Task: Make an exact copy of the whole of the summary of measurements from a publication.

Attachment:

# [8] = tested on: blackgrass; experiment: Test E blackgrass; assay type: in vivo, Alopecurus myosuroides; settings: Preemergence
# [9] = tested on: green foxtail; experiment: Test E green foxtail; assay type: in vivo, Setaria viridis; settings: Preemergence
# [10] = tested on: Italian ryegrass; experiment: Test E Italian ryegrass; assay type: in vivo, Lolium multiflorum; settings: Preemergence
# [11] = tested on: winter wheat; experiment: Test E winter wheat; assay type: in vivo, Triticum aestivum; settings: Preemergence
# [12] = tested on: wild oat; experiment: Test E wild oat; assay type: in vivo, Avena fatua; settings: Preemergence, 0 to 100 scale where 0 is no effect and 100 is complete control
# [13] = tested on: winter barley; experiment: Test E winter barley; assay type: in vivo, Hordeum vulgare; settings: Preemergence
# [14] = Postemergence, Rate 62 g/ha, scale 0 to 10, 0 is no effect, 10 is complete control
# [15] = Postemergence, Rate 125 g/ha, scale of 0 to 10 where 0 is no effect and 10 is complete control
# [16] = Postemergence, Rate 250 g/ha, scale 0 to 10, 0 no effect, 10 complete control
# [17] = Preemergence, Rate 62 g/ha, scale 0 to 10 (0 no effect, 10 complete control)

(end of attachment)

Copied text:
# [8] = tested on: blackgrass; experiment: Test E blackgrass; assay type: in vivo, Alopecurus myosuroides; settings: Preemergence
# [9] = tested on: green foxtail; experiment: Test E green foxtail; assay type: in vivo, Setaria viridis; settings: Preemergence
# [10] = tested on: Italian ryegrass; experiment: Test E Italian ryegrass; assay type: in vivo, Lolium multiflorum; settings: Preemergence
# [11] = tested on: winter wheat; experiment: Test E winter wheat; assay type: in vivo, Triticum aestivum; settings: Preemergence
# [12] = tested on: wild oat; experiment: Test E wild oat; assay type: in vivo, Avena fatua; settings: Preemergence, 0 to 100 scale where 0 is no effect and 100 is complete control
# [13] = tested on: winter barley; experiment: Test E winter barley; assay type: in vivo, Hordeum vulgare; settings: Preemergence
# [14] = Postemergence, Rate 62 g/ha, scale 0 to 10, 0 is no effect, 10 is complete control
# [15] = Postemergence, Rate 125 g/ha, scale of 0 to 10 where 0 is no effect and 10 is complete control
# [16] = Postemergence, Rate 250 g/ha, scale 0 to 10, 0 no effect, 10 complete control
# [17] = Preemergence, Rate 62 g/ha, scale 0 to 10 (0 no effect, 10 complete control)